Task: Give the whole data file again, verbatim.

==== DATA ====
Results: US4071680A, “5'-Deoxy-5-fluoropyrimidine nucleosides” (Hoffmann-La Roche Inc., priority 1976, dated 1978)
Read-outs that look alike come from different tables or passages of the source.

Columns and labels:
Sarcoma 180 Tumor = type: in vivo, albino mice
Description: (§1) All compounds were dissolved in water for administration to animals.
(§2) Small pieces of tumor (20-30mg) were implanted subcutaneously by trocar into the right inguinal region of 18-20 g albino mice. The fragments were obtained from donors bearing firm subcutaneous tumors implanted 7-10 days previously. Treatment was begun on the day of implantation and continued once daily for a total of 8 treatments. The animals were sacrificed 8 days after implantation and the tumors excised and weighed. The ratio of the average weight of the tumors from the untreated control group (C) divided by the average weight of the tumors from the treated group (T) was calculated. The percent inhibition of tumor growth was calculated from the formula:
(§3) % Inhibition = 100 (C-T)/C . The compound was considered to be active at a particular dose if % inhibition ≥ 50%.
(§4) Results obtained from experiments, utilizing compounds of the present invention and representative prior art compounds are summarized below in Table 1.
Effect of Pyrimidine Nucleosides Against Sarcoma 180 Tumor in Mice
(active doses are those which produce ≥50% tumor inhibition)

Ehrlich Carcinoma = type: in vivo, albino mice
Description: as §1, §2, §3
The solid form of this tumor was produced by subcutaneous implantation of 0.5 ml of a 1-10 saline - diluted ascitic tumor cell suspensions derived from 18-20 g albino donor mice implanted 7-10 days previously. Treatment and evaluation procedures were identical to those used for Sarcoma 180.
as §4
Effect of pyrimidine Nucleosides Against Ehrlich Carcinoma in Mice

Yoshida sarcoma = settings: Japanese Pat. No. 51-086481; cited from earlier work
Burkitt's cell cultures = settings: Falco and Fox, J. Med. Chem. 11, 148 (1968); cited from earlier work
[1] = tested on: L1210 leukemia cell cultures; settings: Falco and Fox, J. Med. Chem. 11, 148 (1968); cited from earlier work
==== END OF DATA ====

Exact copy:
Results: US4071680A, “5'-Deoxy-5-fluoropyrimidine nucleosides” (Hoffmann-La Roche Inc., priority 1976, dated 1978)
Read-outs that look alike come from different tables or passages of the source.

Columns and labels:
Sarcoma 180 Tumor = type: in vivo, albino mice
Description: (§1) All compounds were dissolved in water for administration to animals.
(§2) Small pieces of tumor (20-30mg) were implanted subcutaneously by trocar into the right inguinal region of 18-20 g albino mice. The fragments were obtained from donors bearing firm subcutaneous tumors implanted 7-10 days previously. Treatment was begun on the day of implantation and continued once daily for a total of 8 treatments. The animals were sacrificed 8 days after implantation and the tumors excised and weighed. The ratio of the average weight of the tumors from the untreated control group (C) divided by the average weight of the tumors from the treated group (T) was calculated. The percent inhibition of tumor growth was calculated from the formula:
(§3) % Inhibition = 100 (C-T)/C . The compound was considered to be active at a particular dose if % inhibition ≥ 50%.
(§4) Results obtained from experiments, utilizing compounds of the present invention and representative prior art compounds are summarized below in Table 1.
Effect of Pyrimidine Nucleosides Against Sarcoma 180 Tumor in Mice
(active doses are those which produce ≥50% tumor inhibition)

Ehrlich Carcinoma = type: in vivo, albino mice
Description: as §1, §2, §3
The solid form of this tumor was produced by subcutaneous implantation of 0.5 ml of a 1-10 saline - diluted ascitic tumor cell suspensions derived from 18-20 g albino donor mice implanted 7-10 days previously. Treatment and evaluation procedures were identical to those used for Sarcoma 180.
as §4
Effect of pyrimidine Nucleosides Against Ehrlich Carcinoma in Mice

Yoshida sarcoma = settings: Japanese Pat. No. 51-086481; cited from earlier work
Burkitt's cell cultures = settings: Falco and Fox, J. Med. Chem. 11, 148 (1968); cited from earlier work
[1] = tested on: L1210 leukemia cell cultures; settings: Falco and Fox, J. Med. Chem. 11, 148 (1968); cited from earlier work